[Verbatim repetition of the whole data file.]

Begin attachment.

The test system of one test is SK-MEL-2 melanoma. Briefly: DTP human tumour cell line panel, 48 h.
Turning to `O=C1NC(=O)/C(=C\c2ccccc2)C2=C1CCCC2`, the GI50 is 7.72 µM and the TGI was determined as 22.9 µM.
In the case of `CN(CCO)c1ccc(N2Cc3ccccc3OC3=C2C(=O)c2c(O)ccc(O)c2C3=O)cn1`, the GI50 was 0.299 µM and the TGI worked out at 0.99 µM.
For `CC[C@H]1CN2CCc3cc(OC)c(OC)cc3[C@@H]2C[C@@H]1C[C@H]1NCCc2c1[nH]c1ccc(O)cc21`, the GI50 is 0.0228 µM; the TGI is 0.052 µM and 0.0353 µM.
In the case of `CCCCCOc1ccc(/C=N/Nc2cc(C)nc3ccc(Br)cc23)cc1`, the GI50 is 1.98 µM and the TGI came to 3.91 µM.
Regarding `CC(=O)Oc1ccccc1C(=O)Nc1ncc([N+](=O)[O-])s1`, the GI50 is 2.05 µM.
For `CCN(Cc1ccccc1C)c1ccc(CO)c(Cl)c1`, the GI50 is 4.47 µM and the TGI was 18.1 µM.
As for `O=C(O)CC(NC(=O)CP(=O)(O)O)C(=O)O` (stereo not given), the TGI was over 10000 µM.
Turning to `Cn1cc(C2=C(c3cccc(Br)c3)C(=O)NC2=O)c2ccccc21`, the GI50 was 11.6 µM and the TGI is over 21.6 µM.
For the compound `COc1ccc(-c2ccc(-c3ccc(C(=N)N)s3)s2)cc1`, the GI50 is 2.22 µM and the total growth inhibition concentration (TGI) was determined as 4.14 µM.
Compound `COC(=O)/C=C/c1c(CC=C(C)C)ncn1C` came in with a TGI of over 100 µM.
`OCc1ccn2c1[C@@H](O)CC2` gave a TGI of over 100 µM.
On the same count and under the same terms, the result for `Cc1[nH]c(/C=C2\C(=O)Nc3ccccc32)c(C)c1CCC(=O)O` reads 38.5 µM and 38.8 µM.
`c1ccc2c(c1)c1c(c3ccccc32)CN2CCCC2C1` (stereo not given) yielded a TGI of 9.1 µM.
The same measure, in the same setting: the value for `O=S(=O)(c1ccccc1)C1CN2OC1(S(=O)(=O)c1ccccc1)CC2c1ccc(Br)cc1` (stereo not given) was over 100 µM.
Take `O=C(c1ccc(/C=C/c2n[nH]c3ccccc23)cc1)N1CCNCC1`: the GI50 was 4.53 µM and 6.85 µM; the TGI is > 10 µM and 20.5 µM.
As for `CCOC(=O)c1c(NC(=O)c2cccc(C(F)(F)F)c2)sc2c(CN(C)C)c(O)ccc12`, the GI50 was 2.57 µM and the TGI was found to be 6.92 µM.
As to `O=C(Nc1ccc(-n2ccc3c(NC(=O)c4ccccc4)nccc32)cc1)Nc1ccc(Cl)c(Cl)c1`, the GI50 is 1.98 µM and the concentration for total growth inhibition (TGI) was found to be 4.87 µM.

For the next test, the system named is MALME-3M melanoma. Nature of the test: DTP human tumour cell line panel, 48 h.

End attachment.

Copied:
The test system of one test is SK-MEL-2 melanoma. Briefly: DTP human tumour cell line panel, 48 h.
Turning to `O=C1NC(=O)/C(=C\c2ccccc2)C2=C1CCCC2`, the GI50 is 7.72 µM and the TGI was determined as 22.9 µM.
In the case of `CN(CCO)c1ccc(N2Cc3ccccc3OC3=C2C(=O)c2c(O)ccc(O)c2C3=O)cn1`, the GI50 was 0.299 µM and the TGI worked out at 0.99 µM.
For `CC[C@H]1CN2CCc3cc(OC)c(OC)cc3[C@@H]2C[C@@H]1C[C@H]1NCCc2c1[nH]c1ccc(O)cc21`, the GI50 is 0.0228 µM; the TGI is 0.052 µM and 0.0353 µM.
In the case of `CCCCCOc1ccc(/C=N/Nc2cc(C)nc3ccc(Br)cc23)cc1`, the GI50 is 1.98 µM and the TGI came to 3.91 µM.
Regarding `CC(=O)Oc1ccccc1C(=O)Nc1ncc([N+](=O)[O-])s1`, the GI50 is 2.05 µM.
For `CCN(Cc1ccccc1C)c1ccc(CO)c(Cl)c1`, the GI50 is 4.47 µM and the TGI was 18.1 µM.
As for `O=C(O)CC(NC(=O)CP(=O)(O)O)C(=O)O` (stereo not given), the TGI was over 10000 µM.
Turning to `Cn1cc(C2=C(c3cccc(Br)c3)C(=O)NC2=O)c2ccccc21`, the GI50 was 11.6 µM and the TGI is over 21.6 µM.
For the compound `COc1ccc(-c2ccc(-c3ccc(C(=N)N)s3)s2)cc1`, the GI50 is 2.22 µM and the total growth inhibition concentration (TGI) was determined as 4.14 µM.
Compound `COC(=O)/C=C/c1c(CC=C(C)C)ncn1C` came in with a TGI of over 100 µM.
`OCc1ccn2c1[C@@H](O)CC2` gave a TGI of over 100 µM.
On the same count and under the same terms, the result for `Cc1[nH]c(/C=C2\C(=O)Nc3ccccc32)c(C)c1CCC(=O)O` reads 38.5 µM and 38.8 µM.
`c1ccc2c(c1)c1c(c3ccccc32)CN2CCCC2C1` (stereo not given) yielded a TGI of 9.1 µM.
The same measure, in the same setting: the value for `O=S(=O)(c1ccccc1)C1CN2OC1(S(=O)(=O)c1ccccc1)CC2c1ccc(Br)cc1` (stereo not given) was over 100 µM.
Take `O=C(c1ccc(/C=C/c2n[nH]c3ccccc23)cc1)N1CCNCC1`: the GI50 was 4.53 µM and 6.85 µM; the TGI is > 10 µM and 20.5 µM.
As for `CCOC(=O)c1c(NC(=O)c2cccc(C(F)(F)F)c2)sc2c(CN(C)C)c(O)ccc12`, the GI50 was 2.57 µM and the TGI was found to be 6.92 µM.
As to `O=C(Nc1ccc(-n2ccc3c(NC(=O)c4ccccc4)nccc32)cc1)Nc1ccc(Cl)c(Cl)c1`, the GI50 is 1.98 µM and the concentration for total growth inhibition (TGI) was found to be 4.87 µM.

For the next test, the system named is MALME-3M melanoma. Nature of the test: DTP human tumour cell line panel, 48 h.